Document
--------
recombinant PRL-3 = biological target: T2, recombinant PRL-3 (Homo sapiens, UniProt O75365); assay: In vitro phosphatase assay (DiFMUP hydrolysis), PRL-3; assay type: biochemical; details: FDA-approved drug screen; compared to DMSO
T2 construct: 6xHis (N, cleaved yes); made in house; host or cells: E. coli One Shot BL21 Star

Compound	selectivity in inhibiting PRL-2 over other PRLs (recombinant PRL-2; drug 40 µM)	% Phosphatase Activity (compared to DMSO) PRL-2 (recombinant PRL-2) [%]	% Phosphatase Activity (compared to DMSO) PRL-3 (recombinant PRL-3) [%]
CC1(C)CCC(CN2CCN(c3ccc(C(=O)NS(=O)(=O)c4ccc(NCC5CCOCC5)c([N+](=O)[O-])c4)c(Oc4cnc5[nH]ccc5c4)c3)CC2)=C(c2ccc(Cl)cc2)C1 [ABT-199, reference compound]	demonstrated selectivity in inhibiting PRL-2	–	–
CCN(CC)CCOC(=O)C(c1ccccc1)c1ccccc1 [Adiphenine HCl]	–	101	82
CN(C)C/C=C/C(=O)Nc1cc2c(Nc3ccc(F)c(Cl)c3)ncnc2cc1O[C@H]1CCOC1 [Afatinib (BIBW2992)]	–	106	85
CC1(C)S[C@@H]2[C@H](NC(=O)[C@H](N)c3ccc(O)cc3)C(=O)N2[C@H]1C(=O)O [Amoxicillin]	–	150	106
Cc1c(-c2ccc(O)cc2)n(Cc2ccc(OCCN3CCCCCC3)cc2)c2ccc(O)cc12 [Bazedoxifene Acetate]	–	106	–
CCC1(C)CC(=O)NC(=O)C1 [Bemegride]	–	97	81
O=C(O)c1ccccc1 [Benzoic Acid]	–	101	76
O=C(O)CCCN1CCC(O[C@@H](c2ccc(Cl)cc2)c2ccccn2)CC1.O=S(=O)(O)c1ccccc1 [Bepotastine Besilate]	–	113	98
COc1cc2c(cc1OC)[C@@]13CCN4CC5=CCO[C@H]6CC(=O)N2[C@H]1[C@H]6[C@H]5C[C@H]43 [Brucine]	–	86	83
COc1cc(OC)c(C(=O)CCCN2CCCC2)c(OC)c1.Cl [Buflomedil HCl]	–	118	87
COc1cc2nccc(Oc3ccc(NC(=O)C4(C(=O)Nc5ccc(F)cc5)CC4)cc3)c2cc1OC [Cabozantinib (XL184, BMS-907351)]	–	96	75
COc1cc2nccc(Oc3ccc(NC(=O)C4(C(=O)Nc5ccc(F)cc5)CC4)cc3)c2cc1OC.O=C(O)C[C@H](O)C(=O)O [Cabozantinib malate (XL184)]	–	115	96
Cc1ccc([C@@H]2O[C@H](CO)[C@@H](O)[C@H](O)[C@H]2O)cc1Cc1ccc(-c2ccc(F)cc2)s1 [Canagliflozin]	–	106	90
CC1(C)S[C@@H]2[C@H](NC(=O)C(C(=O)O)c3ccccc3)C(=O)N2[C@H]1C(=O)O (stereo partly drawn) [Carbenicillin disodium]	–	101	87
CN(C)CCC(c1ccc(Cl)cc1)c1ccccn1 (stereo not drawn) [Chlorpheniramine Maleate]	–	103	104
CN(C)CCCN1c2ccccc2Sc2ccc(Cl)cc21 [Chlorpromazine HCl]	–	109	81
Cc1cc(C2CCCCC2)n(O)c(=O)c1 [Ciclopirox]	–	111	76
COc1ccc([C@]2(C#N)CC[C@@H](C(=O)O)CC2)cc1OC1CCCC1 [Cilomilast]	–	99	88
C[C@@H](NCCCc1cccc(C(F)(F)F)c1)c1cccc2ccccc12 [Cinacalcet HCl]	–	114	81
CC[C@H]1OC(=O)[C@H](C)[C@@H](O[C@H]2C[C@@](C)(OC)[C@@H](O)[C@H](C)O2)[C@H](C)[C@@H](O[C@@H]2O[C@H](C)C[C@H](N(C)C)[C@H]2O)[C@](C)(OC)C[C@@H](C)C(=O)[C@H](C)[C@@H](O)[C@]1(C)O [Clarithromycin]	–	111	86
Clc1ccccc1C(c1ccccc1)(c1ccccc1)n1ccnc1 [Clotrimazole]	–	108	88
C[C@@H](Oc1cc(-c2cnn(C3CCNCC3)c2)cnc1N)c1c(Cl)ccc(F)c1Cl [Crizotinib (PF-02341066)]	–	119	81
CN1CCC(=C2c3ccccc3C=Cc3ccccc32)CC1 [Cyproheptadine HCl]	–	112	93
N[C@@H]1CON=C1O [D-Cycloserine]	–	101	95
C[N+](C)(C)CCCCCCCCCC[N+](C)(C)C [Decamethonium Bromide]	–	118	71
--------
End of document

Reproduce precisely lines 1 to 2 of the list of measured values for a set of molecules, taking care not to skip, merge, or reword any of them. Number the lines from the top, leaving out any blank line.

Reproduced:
recombinant PRL-3 = biological target: T2, recombinant PRL-3 (Homo sapiens, UniProt O75365); assay: In vitro phosphatase assay (DiFMUP hydrolysis), PRL-3; assay type: biochemical; details: FDA-approved drug screen; compared to DMSO
T2 construct: 6xHis (N, cleaved yes); made in house; host or cells: E. coli One Shot BL21 Star